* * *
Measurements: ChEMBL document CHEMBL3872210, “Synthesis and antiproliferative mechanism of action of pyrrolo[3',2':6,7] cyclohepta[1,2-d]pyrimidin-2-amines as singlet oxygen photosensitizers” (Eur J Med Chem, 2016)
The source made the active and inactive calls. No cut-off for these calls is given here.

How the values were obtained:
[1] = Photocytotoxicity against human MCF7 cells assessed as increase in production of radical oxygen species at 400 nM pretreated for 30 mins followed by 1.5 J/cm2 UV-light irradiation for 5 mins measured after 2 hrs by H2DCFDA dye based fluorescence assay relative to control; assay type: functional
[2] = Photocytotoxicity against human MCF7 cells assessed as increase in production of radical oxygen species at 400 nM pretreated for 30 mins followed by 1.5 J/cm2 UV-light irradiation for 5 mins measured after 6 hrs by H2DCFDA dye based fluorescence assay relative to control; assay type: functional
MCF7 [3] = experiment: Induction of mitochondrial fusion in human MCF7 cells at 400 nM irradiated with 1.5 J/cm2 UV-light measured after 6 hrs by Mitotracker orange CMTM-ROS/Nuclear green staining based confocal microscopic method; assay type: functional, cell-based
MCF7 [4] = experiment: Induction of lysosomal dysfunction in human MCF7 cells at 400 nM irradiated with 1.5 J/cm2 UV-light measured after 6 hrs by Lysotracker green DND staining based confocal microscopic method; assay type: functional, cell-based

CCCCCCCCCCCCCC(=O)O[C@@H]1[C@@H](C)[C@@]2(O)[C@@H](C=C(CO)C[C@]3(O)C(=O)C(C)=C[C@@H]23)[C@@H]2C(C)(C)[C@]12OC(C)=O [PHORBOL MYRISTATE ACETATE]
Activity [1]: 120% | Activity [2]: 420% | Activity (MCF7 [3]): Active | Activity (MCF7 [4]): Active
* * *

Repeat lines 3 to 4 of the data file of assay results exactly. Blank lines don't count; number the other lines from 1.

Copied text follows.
How the values were obtained:
[1] = Photocytotoxicity against human MCF7 cells assessed as increase in production of radical oxygen species at 400 nM pretreated for 30 mins followed by 1.5 J/cm2 UV-light irradiation for 5 mins measured after 2 hrs by H2DCFDA dye based fluorescence assay relative to control; assay type: functional